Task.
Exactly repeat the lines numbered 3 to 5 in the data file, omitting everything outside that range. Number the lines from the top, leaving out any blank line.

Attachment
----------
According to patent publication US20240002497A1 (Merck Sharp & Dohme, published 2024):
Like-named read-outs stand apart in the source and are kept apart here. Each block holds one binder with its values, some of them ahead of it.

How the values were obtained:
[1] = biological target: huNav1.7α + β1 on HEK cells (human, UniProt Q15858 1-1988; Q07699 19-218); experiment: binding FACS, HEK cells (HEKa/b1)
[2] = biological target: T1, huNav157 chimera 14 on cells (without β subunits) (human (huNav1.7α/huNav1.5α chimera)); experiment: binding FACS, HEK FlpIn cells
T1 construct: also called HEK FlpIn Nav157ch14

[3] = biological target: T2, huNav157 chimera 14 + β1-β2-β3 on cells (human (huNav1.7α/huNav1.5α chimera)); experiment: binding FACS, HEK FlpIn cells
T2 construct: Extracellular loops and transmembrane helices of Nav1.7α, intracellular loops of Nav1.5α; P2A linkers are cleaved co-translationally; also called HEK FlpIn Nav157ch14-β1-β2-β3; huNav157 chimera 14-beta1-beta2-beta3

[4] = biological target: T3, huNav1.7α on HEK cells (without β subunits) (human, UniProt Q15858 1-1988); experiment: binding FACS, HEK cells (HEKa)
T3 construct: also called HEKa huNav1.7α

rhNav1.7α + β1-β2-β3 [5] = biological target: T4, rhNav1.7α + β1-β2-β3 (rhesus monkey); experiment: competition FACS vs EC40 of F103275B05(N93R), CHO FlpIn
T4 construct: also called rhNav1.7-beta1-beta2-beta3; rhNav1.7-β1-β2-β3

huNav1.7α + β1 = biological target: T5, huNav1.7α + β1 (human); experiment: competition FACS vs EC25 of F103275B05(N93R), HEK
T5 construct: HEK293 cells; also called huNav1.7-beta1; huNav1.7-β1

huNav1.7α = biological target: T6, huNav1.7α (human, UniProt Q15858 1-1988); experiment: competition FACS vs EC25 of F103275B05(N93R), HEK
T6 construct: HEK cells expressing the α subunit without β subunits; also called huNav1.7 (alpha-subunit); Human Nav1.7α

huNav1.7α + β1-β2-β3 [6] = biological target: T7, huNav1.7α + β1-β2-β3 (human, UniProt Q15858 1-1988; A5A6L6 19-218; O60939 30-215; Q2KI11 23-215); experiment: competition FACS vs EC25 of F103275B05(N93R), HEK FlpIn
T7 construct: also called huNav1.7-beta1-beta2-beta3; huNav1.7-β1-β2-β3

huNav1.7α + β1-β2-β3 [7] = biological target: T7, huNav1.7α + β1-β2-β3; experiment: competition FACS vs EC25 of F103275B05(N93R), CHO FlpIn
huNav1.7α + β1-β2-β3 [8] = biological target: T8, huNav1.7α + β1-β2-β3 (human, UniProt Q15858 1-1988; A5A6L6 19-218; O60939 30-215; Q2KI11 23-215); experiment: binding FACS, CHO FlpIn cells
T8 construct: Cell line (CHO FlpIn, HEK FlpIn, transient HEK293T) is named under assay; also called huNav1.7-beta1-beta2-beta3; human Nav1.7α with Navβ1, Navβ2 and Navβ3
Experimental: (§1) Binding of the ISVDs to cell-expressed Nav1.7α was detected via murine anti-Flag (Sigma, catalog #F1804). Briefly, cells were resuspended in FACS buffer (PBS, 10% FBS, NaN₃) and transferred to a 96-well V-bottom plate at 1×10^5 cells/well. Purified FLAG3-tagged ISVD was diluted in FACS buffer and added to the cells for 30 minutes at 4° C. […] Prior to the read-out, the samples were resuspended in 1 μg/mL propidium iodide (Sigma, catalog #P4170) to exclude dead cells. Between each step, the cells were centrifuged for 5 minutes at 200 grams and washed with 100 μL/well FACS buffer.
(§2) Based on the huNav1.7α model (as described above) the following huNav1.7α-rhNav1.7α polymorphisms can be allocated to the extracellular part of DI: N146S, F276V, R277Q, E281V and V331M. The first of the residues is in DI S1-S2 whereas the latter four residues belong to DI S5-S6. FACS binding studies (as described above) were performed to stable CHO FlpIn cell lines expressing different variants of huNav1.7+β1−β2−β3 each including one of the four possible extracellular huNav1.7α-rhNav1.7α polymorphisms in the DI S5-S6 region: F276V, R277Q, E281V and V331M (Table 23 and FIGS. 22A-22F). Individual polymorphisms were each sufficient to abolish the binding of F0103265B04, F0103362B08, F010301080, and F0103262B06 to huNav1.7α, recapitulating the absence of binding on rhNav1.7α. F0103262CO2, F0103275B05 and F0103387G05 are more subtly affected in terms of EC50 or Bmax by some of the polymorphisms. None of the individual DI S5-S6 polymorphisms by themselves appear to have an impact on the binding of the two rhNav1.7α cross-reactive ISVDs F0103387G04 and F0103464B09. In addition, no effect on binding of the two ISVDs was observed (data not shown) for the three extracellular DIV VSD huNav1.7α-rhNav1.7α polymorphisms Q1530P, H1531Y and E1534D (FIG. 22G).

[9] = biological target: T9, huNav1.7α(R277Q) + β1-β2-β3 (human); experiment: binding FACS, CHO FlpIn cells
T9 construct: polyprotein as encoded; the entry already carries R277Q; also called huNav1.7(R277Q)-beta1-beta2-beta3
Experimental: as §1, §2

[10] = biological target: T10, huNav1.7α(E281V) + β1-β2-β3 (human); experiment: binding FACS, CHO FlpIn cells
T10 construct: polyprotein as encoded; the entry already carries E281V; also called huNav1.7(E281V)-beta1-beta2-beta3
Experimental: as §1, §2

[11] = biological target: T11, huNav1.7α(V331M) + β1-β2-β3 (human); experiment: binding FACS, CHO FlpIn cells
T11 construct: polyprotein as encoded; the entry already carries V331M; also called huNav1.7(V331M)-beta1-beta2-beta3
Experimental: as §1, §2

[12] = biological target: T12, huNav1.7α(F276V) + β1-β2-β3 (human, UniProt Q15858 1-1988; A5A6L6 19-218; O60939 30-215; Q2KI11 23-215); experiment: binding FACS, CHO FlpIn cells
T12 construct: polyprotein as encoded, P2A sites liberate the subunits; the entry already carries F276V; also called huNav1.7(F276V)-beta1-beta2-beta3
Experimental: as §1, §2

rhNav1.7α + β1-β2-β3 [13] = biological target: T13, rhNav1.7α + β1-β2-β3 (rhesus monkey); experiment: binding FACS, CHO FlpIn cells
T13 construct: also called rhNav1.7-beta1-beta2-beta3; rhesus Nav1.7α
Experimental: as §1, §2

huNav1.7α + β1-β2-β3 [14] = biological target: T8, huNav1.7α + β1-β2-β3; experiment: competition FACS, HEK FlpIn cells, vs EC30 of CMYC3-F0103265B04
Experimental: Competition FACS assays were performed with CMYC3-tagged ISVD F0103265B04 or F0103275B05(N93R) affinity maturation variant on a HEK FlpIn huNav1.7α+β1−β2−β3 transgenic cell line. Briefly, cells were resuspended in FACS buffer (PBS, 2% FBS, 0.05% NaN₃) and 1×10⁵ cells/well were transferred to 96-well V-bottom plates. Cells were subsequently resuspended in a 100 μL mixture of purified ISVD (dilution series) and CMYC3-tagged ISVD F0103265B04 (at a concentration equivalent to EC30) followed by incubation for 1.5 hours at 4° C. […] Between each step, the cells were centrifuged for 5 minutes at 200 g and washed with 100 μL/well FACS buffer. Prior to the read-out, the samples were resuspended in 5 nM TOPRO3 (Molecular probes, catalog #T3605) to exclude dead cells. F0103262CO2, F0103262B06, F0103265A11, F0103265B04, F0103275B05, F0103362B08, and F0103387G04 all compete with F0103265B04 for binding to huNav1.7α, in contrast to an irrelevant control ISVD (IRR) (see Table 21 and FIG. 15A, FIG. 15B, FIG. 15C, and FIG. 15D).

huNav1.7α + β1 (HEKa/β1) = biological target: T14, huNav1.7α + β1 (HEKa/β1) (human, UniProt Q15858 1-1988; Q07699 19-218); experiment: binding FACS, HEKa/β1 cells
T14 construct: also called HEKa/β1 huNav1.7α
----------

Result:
How the values were obtained:
[1] = biological target: huNav1.7α + β1 on HEK cells (human, UniProt Q15858 1-1988; Q07699 19-218); experiment: binding FACS, HEK cells (HEKa/b1)
[2] = biological target: T1, huNav157 chimera 14 on cells (without β subunits) (human (huNav1.7α/huNav1.5α chimera)); experiment: binding FACS, HEK FlpIn cells